Election 2015: Starting gun fired (finally)

Marathon runners Image copyright Getty Images
Image caption A marathon run to the 7 May polling day has begun

And so it begins, with a visit to a household. The Royal Household, that is - with David Cameron being received by the Queen for the final time as the Westminster Parliament is dissolved.

Households across the UK can now expect umpteen visits from enthusiastic or desperate canvassers, eager to persuade people to back a particular party in this UK General Election.

The Greens win the award for being first to launch their manifesto, promising a £10-an-hour minimum wage, the renationalisation of the railways and the devolution of powers to communities across Scotland.

They are decidedly up for this contest, at least in terms of profile and participation, while acknowledging that the First Past the Post voting system used for Westminster may not be as helpful to their cause as the proportional version deployed for Holyrood.

Ruth Davidson, she of the Tories, wins the prize for being the first to describe this contest as a "marathon, not a sprint".

Which prompts the question. Which other Olympic events will feature in this election? Wrestling, perhaps? The luge? Handball?

Anyway, a marathon it undoubtedly is - although but a stroll compared to the endurance required for the referendum.

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Will things change in Scotland during this prolonged period? Will the current mindset, apparently focused upon the issue of who speaks for Scotland, revert to the question of who enters Downing Street?

Self-evidently, that description is over-simplistic. There are many voters whose prime consideration will already be, in effect, Cameron or Miliband. But it would appear that many others are still in post-referendum mode, to the seeming benefit of the SNP.

Nicola Sturgeon, who had spent the weekend at her party's expanded conference in Glasgow, opted to remain in the Dear Green Place for her opening campaign visit today, specifically in Glasgow East.

Once more, her argument was that a substantial SNP presence in Scotland empowers Scotland, both in terms of clout in the Commons but also in terms of devolving further power to the Scottish Parliament.

Also in Glasgow East, the former Prime Minister Gordon Brown. He argued that Labour's tax plans for the UK, such as a Mansion Tax, could release productive public spending to tackle social injustice in Scotland by contrast, he said, with the spending plans advanced by the SNP.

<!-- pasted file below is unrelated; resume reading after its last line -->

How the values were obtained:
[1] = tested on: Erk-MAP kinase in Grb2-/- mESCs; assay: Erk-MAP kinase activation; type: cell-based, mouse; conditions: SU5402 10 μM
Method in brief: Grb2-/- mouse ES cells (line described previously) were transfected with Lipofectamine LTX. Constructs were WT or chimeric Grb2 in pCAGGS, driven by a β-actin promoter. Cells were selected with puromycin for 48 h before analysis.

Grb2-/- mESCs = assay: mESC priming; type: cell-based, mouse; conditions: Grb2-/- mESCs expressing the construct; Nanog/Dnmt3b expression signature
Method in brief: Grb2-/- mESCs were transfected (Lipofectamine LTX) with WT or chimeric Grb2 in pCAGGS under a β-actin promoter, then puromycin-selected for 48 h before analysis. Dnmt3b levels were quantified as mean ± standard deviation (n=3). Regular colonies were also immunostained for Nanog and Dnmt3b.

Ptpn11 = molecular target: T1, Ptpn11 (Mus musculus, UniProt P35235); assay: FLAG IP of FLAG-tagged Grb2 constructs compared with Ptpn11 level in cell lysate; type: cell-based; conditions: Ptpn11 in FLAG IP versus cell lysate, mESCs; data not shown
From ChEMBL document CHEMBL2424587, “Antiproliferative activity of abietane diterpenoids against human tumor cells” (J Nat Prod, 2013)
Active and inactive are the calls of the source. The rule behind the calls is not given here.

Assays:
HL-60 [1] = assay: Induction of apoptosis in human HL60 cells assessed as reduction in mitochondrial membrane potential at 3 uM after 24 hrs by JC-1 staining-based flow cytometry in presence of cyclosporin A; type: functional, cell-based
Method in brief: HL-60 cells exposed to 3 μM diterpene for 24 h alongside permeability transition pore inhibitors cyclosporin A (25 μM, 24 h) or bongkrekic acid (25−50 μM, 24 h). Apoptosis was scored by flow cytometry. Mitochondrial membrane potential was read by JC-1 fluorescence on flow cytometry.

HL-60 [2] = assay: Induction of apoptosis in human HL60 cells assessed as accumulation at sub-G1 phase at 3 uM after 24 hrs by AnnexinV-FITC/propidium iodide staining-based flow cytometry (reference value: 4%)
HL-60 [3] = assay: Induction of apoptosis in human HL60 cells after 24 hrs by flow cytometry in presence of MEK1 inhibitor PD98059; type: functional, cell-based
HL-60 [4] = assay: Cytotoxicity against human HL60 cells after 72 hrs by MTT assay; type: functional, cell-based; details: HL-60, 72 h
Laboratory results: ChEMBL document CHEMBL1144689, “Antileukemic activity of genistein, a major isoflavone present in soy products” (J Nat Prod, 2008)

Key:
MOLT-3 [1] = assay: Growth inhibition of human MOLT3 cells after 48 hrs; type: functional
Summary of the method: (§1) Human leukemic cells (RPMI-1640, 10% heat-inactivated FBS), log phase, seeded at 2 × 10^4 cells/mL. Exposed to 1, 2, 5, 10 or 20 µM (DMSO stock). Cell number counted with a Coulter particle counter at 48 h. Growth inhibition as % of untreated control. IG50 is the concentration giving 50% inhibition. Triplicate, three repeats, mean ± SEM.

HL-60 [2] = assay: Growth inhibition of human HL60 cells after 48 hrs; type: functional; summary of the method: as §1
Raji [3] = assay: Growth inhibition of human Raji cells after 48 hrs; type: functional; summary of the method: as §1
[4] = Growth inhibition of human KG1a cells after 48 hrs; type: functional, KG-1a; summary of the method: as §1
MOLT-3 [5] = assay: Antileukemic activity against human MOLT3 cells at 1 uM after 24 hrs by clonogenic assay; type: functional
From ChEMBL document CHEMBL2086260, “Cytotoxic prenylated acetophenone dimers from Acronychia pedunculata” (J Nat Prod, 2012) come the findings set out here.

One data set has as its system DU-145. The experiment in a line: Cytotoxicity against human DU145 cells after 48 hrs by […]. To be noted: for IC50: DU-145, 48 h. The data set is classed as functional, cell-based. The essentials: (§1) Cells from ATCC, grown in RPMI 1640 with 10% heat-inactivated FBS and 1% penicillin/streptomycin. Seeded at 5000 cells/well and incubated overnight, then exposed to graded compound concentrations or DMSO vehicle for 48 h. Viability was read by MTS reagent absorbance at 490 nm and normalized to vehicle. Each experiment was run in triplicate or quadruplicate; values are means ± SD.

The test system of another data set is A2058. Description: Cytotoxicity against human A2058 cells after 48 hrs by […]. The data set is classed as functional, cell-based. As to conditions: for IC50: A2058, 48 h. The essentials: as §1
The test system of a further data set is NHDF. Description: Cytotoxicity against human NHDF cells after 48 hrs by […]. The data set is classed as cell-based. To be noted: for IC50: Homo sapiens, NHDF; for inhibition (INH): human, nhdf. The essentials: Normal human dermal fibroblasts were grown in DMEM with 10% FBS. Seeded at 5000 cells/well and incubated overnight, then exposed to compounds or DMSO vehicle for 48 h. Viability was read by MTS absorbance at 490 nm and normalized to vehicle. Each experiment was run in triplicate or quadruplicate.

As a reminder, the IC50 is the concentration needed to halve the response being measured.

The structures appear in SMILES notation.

East end visit

Labour is currently defending a near 12,000 majority in Glasgow East. Yet, on Day One, big players from both Labour and the SNP are in the seat - which is being fiercely contested. Which tells you all you need to know about the nature of this remarkable UK election, in Scotland.

The Conservatives launched their campaign in Edinburgh. Ms Davidson opened with an impressive display of kick-boxing before embarking on a marathon sprint round Holyrood Park.

Na, she didn't. Wish she had, eh? But still she definitely set out to counter any impression of the Conservatives as the staid option. In Scotland, she said, they were anti-establishment. They were the team to challenge the "lazy, complacent central belt establishment", represented by the SNP and Labour.

In tandem with this, she defended the record of the Conservatives in the UK Government as having strengthened the economy and benefited the citizenry.

It was also campaign launch time for the Liberal Democrats. (I know, I know, all the campaigns launched months ago: one must observe the formalities.) Willie Rennie headed for East Dunbartonshire where his party is defending one of its eleven Scottish seats.

He also defended the UK government's economic record - although, understandably, he was more inclined to spotlight the Lib Dem contribution through, for example, increasing the starting rate for income tax.

For the future, he said the Lib Dem offer would be to ally this economic endeavour with a stronger focus upon social justice.

Stand by for more. At least 1,500 metres more, if not 26 miles plus.

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